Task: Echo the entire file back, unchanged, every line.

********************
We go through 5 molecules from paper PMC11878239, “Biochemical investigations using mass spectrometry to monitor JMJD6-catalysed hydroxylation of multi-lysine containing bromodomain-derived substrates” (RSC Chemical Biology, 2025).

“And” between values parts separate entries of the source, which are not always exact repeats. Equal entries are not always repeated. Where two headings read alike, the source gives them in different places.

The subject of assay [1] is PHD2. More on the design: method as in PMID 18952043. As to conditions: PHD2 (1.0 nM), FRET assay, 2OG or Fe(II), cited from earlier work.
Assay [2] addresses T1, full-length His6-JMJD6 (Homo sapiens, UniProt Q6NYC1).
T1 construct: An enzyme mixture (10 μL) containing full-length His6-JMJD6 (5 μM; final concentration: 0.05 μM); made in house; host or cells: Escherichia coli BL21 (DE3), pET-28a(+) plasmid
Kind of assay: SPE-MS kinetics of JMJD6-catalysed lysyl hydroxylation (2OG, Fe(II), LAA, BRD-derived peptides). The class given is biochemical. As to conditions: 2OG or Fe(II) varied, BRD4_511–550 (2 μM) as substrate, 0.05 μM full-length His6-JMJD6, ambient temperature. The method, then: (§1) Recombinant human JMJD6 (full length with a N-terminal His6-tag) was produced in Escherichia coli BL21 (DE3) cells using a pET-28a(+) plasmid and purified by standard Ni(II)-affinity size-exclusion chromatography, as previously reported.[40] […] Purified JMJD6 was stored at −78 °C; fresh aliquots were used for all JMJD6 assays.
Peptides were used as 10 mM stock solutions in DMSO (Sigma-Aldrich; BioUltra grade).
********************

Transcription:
We go through 5 molecules from paper PMC11878239, “Biochemical investigations using mass spectrometry to monitor JMJD6-catalysed hydroxylation of multi-lysine containing bromodomain-derived substrates” (RSC Chemical Biology, 2025).

“And” between values parts separate entries of the source, which are not always exact repeats. Equal entries are not always repeated. Where two headings read alike, the source gives them in different places.

The subject of assay [1] is PHD2. More on the design: method as in PMID 18952043. As to conditions: PHD2 (1.0 nM), FRET assay, 2OG or Fe(II), cited from earlier work.
Assay [2] addresses T1, full-length His6-JMJD6 (Homo sapiens, UniProt Q6NYC1).
T1 construct: An enzyme mixture (10 μL) containing full-length His6-JMJD6 (5 μM; final concentration: 0.05 μM); made in house; host or cells: Escherichia coli BL21 (DE3), pET-28a(+) plasmid
Kind of assay: SPE-MS kinetics of JMJD6-catalysed lysyl hydroxylation (2OG, Fe(II), LAA, BRD-derived peptides). The class given is biochemical. As to conditions: 2OG or Fe(II) varied, BRD4_511–550 (2 μM) as substrate, 0.05 μM full-length His6-JMJD6, ambient temperature. The method, then: (§1) Recombinant human JMJD6 (full length with a N-terminal His6-tag) was produced in Escherichia coli BL21 (DE3) cells using a pET-28a(+) plasmid and purified by standard Ni(II)-affinity size-exclusion chromatography, as previously reported.[40] […] Purified JMJD6 was stored at −78 °C; fresh aliquots were used for all JMJD6 assays.
Peptides were used as 10 mM stock solutions in DMSO (Sigma-Aldrich; BioUltra grade).